So we’ve added the water, and now we let it cook in the sunshine—30 days is best for this concentrate. Do not put seeds or clones directly into this Super Soil mix or they will burn. This is an advanced recipe to be used in conjunction with base soil. First you place a layer of Super Soil at the bottom of each finishing container; then you layer a bed of base soil on top of the Super Soil concentrate; and then you transplant your fully rooted, established clones into the bed of base soil. As the plants grow, they’ll slowly push their roots through the base soil and into the Super Soil, drawing up all the nutrients they need for a full life cycle. The Super Soil can be also be used to top-dress plants that take longer to mature. I’ll use this mix for a full year.
- 8 large bags of a high-quality organic potting soil with coco fiber and mycorrhizae (i.e., your base soil)
- 25 to 50 lbs of organic worm castings
- 5 lbs steamed bone meal
- 5 lbs Bloom bat guano
- 5 lbs blood meal
- 3 lbs rock phosphate
- ¾ cup Epson salts
- ½ cup sweet lime (dolomite)
- ½ cup azomite (trace elements)
- 2 tbsp powdered humic acid
Washed coco fibers, Alaskan peat moss, perlite, yucca, pumice, diatoms, worm castings, feather meal, fishmeal, kelp meal, limestone, gypsum, soybean meal, alfalfa meal, rock dust, yucca meal and mycorrhizae fungi.
You can also just use two bales of Sunshine Mix #4, but this would be my last choice, since plants grown in this mix may not respond well to my “just add water” method of growing.
After choosing your base soil, the Super Soil concentrate is placed in the bottom one-third to one-half of the container and blended with the base soil. (With strains that require high levels of nutrients, we’ll go so far as to fill ¾ of the container with Super Soil, but this is necessary only with a small percentage of strains.) This allows the plants to grow into the concentrated Super Soil layer, which means that in the right size container, they’ll need nothing but water throughout their full cycle. One of the things I like best about this soil mix is that I can drop off plants with patients, and all they have to do is water them when the soil dries out.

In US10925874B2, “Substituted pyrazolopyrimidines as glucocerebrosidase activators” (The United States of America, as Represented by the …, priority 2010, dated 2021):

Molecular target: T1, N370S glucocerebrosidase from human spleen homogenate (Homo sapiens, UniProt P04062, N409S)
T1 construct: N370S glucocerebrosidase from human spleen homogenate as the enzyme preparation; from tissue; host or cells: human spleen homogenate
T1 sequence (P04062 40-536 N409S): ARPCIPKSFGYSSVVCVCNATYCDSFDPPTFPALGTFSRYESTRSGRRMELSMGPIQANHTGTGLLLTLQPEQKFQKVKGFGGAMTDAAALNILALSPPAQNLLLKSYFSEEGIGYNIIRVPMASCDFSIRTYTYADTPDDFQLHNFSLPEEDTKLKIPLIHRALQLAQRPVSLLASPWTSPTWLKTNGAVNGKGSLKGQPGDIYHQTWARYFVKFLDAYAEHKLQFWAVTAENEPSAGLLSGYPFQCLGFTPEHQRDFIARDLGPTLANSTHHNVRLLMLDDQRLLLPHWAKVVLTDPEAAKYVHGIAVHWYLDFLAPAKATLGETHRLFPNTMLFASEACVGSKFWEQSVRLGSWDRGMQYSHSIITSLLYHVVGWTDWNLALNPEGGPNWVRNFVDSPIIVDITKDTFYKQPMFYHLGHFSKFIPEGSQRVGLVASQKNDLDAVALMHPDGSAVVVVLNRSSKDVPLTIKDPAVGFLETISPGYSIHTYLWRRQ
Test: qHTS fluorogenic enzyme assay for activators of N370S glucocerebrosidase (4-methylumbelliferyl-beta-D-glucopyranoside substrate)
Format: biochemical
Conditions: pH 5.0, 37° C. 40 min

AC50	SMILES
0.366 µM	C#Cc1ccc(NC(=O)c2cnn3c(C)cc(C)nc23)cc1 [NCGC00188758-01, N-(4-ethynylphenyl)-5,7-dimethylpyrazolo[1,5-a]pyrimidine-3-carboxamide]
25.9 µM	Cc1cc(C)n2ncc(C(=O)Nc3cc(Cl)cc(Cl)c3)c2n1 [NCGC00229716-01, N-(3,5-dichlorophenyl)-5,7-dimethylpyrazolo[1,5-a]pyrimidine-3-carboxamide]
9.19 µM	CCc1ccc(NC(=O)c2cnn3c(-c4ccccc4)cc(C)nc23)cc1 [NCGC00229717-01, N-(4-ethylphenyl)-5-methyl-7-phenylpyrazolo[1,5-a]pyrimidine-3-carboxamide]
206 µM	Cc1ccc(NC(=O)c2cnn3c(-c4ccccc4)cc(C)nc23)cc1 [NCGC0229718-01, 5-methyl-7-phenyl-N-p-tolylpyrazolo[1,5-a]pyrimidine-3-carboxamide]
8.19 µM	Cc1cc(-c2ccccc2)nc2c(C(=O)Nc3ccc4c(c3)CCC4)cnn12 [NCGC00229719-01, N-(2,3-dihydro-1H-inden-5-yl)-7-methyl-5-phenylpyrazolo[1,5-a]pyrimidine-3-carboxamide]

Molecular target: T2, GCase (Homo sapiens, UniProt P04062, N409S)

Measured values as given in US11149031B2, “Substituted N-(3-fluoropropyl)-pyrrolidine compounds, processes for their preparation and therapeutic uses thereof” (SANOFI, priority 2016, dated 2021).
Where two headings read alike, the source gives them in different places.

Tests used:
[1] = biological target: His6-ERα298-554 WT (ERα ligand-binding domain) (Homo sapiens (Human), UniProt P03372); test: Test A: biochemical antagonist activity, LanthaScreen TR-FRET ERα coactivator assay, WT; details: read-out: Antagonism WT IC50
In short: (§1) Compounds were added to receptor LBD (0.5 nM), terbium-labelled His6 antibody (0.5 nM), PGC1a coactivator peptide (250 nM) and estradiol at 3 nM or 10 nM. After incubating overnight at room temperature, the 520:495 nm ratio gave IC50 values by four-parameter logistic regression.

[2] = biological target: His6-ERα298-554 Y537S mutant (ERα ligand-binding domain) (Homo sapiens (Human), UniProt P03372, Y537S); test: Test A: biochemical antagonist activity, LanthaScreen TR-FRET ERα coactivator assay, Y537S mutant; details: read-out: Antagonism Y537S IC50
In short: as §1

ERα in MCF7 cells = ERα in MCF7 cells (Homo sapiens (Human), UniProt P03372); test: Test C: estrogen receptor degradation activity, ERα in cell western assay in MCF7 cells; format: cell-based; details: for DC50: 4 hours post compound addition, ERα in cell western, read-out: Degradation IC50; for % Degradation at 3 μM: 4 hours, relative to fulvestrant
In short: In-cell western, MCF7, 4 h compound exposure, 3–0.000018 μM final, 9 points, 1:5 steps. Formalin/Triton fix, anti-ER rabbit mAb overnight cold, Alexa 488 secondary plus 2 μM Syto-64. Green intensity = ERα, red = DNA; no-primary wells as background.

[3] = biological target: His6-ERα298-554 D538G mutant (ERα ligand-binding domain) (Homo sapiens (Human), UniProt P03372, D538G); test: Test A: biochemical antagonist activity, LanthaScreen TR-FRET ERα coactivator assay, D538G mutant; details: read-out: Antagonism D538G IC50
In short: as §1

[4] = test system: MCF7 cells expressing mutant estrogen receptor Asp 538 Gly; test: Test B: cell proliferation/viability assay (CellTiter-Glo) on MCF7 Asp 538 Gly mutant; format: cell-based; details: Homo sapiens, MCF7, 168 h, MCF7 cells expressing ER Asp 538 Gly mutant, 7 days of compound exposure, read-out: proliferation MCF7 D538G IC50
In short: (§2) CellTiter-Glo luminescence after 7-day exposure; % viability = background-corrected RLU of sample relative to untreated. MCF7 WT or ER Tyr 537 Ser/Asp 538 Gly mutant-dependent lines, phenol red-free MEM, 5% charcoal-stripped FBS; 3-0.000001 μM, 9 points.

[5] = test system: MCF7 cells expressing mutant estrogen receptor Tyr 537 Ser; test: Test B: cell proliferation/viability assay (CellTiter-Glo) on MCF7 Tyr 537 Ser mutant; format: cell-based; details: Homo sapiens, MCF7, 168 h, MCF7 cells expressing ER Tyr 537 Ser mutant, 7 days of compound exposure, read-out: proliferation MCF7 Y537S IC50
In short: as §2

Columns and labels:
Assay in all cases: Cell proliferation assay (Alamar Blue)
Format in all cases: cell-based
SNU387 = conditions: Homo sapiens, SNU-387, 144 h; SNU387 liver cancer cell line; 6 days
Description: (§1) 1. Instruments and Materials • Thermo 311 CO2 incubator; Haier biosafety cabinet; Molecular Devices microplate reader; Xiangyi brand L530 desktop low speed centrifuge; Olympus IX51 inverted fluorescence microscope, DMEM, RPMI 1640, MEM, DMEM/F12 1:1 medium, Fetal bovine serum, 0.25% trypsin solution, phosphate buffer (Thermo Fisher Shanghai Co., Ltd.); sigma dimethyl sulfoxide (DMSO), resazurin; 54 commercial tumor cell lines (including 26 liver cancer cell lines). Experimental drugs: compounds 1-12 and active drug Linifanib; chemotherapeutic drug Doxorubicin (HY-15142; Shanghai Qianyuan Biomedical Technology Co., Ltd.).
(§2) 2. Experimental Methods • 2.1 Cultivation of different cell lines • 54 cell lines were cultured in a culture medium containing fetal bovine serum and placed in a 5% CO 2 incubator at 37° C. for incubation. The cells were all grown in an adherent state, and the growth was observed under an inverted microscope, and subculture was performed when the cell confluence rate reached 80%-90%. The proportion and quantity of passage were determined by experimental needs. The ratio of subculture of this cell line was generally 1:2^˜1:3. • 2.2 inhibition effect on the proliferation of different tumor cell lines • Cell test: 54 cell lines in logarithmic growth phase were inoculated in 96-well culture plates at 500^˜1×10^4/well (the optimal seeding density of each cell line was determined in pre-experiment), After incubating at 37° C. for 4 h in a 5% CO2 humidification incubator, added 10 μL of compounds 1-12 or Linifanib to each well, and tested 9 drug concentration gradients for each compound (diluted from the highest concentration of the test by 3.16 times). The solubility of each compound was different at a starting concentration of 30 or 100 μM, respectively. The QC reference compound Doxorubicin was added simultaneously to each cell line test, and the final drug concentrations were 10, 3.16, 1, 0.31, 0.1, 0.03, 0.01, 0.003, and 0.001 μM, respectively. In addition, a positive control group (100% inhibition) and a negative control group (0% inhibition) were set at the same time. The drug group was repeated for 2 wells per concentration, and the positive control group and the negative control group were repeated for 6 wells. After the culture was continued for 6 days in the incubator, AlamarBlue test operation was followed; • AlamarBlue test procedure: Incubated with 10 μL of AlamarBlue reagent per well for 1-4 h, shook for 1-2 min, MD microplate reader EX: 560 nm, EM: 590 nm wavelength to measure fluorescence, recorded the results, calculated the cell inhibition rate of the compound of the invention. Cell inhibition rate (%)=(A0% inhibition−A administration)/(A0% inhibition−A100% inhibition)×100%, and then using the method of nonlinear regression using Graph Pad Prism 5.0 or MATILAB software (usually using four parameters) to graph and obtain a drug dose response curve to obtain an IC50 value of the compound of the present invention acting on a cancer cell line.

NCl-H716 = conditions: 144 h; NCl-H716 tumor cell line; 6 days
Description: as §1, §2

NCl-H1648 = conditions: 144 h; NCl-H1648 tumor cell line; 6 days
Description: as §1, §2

Here are the amounts we’ve found will produce the best-tasting buds and strongest medicines:
Now I put on my muck boots, which help me kick the soil around and get it mixed up well using my larger and stronger leg muscles instead of my arms. The rest is simple; as my skipper used to say, “Put your back into it.” This is hard work that I obsess over, even breaking up all the soil clods by hand. I work on the pile for at least 15 minutes, turning the soil over and over until it’s thoroughly mixed.
Then I store my Super Soil in large garbage cans. (And before using any of it, I pour the entire load out and mix it well once more.) Once it’s placed in the cans, I water it slightly—adding three gallons of water to each large garbage can’s worth. Though it makes stirring the soil harder, adding water will activate the mycorrhizae and help all the powders dissolve.
There are several ways to mix these ingredients well. You can sweep up a patio or garage and work there on a tarp, or you can use a plastic wading pool for kids. (These cost about 10 bucks apiece and work really well for a few seasons.) Some growers have been known to rent a cement mixer to cut down on the physical labor. Whatever method you use, all that matters in the end is that you get the ingredients mixed properly.
There’s nothing that compares to the flavor of properly grown organic pot: The subtle tastes and aromas created by using only “Mother Earth” are overwhelming to